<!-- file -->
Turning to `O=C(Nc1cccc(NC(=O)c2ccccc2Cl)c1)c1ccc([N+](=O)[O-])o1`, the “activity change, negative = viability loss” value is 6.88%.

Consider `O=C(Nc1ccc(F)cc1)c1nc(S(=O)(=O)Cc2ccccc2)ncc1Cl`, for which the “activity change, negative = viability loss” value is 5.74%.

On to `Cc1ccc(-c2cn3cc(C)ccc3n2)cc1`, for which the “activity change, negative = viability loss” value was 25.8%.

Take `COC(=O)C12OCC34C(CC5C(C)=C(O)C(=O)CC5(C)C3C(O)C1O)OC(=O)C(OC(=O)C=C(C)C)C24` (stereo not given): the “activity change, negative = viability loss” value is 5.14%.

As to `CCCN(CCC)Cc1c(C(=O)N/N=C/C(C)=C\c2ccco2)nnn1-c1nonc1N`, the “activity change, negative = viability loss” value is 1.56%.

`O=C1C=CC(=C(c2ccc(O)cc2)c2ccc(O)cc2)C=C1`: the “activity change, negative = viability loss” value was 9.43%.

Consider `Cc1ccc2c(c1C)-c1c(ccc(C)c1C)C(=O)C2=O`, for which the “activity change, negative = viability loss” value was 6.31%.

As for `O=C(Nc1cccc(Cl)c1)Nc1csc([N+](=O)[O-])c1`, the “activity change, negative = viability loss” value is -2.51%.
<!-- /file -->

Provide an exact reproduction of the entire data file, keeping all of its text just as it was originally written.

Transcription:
Turning to `O=C(Nc1cccc(NC(=O)c2ccccc2Cl)c1)c1ccc([N+](=O)[O-])o1`, the “activity change, negative = viability loss” value is 6.88%.

Consider `O=C(Nc1ccc(F)cc1)c1nc(S(=O)(=O)Cc2ccccc2)ncc1Cl`, for which the “activity change, negative = viability loss” value is 5.74%.

On to `Cc1ccc(-c2cn3cc(C)ccc3n2)cc1`, for which the “activity change, negative = viability loss” value was 25.8%.

Take `COC(=O)C12OCC34C(CC5C(C)=C(O)C(=O)CC5(C)C3C(O)C1O)OC(=O)C(OC(=O)C=C(C)C)C24` (stereo not given): the “activity change, negative = viability loss” value is 5.14%.

As to `CCCN(CCC)Cc1c(C(=O)N/N=C/C(C)=C\c2ccco2)nnn1-c1nonc1N`, the “activity change, negative = viability loss” value is 1.56%.

`O=C1C=CC(=C(c2ccc(O)cc2)c2ccc(O)cc2)C=C1`: the “activity change, negative = viability loss” value was 9.43%.

Consider `Cc1ccc2c(c1C)-c1c(ccc(C)c1C)C(=O)C2=O`, for which the “activity change, negative = viability loss” value was 6.31%.

As for `O=C(Nc1cccc(Cl)c1)Nc1csc([N+](=O)[O-])c1`, the “activity change, negative = viability loss” value is -2.51%.